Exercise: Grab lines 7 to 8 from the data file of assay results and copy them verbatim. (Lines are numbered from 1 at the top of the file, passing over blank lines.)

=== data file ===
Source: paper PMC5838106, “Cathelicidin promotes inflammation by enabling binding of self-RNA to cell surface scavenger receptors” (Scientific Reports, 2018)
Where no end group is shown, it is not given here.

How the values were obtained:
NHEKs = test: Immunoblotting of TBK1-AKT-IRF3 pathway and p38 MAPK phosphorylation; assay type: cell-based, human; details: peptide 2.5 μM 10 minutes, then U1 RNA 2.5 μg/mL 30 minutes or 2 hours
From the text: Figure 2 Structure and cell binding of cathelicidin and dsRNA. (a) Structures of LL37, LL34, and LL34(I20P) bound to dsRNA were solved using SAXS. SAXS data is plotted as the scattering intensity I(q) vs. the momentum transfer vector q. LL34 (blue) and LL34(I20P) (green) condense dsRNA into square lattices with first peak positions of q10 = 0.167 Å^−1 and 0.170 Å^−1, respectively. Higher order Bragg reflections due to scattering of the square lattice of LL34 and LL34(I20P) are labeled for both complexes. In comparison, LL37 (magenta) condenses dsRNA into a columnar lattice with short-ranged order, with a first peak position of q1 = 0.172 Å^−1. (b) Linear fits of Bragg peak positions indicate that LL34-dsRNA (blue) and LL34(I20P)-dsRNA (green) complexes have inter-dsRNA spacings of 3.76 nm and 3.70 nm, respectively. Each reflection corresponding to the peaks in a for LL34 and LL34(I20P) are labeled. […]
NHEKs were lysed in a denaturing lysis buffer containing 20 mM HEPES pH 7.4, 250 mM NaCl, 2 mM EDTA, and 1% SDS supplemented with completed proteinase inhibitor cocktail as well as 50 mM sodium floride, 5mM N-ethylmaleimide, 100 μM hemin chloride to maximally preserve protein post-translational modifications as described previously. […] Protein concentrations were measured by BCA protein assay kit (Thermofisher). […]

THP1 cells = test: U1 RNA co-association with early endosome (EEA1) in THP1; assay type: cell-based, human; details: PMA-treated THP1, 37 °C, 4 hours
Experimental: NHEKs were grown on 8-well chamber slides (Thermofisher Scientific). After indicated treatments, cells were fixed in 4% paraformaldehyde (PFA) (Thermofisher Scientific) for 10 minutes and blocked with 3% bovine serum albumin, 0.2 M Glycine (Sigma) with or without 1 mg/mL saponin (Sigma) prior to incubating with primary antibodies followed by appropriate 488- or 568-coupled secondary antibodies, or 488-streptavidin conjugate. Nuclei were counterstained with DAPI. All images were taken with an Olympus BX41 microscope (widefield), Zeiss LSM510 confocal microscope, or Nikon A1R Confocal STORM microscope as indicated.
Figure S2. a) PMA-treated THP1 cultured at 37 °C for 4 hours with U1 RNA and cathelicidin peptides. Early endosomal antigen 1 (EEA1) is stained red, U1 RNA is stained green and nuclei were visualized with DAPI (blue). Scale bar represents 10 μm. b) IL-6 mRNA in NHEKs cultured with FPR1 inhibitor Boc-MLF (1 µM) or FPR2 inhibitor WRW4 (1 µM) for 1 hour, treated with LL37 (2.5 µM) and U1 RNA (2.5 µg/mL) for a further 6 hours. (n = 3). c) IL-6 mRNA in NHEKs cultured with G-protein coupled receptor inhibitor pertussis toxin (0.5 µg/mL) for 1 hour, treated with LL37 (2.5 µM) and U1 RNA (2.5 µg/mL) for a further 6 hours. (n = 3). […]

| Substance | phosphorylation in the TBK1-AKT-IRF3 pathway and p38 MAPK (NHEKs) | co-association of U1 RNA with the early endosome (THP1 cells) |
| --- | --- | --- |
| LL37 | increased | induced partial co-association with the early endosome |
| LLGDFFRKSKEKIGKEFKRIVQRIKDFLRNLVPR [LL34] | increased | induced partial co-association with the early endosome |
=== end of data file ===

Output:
THP1 cells = test: U1 RNA co-association with early endosome (EEA1) in THP1; assay type: cell-based, human; details: PMA-treated THP1, 37 °C, 4 hours
Experimental: NHEKs were grown on 8-well chamber slides (Thermofisher Scientific). After indicated treatments, cells were fixed in 4% paraformaldehyde (PFA) (Thermofisher Scientific) for 10 minutes and blocked with 3% bovine serum albumin, 0.2 M Glycine (Sigma) with or without 1 mg/mL saponin (Sigma) prior to incubating with primary antibodies followed by appropriate 488- or 568-coupled secondary antibodies, or 488-streptavidin conjugate. Nuclei were counterstained with DAPI. All images were taken with an Olympus BX41 microscope (widefield), Zeiss LSM510 confocal microscope, or Nikon A1R Confocal STORM microscope as indicated.